This is evident in London where “demand for property in the city has risen strongly, with the number of new prospective buyers 67 per cent higher compared to the five-year average, according to James Cohen, a partner in Knight Frank’s new homes team.

High-end hotel-branded developments in London are also thriving. These include One Bishopsgate Plaza, a gleaming tower in the financial centre with Europe’s first Pan Pacific hotel and residences; Twenty Grosvenor Square Mayfair, a luxury development with a Four Seasons residence; The Whiteley, a former art deco department store now being redeveloped by Finchatton to house the first Six Senses hotel and residences; and The OWO Residences by Raffles London, a Grade II-listed Edwardian baroque building set to open later this year.

2. A holiday getaway

Singaporean investors, who were hit by the Additional Buyer’s Stamp Duty (ABSD) introduced in late 2021 for local purchases, have set their sights abroad to cities like London. “The sentiment is that savvy and new investors seek an alternative option to invest their money by turning to overseas properties,” says Rachel Ho, senior manager of residential services at Savills Singapore. “We saw an uptake in inquiries for London properties, and also second-tier cities such as Manchester and Birmingham, with developments such as Deansgate Square and The Blade in the former and Snow Hill Wharf in the latter.”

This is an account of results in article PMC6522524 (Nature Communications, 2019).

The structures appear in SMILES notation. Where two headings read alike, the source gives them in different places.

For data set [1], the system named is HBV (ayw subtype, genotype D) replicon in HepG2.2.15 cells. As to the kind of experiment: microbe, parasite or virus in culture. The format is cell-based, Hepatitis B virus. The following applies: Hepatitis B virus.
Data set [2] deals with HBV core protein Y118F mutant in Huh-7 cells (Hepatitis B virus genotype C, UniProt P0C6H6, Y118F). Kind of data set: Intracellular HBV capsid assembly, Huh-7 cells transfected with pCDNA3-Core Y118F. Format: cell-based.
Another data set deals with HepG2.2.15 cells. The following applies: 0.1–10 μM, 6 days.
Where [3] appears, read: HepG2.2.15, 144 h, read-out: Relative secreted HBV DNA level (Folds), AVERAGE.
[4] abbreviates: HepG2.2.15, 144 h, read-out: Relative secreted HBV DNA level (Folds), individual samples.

Surprisingly, some were undeterred and doubled down on the Lion City, according to Tammy Fahmi, vice president of global operations at Sotheby’s International Realty. “Singapore thrived during the pandemic and is anticipated to continue to see an influx of wealth because of its reputation for stability, international finance, and as a safe haven for investors. Shophouse investments in particular, which are not substantially impacted by the ABSD, have emerged as an appealing option,” says Fahmi.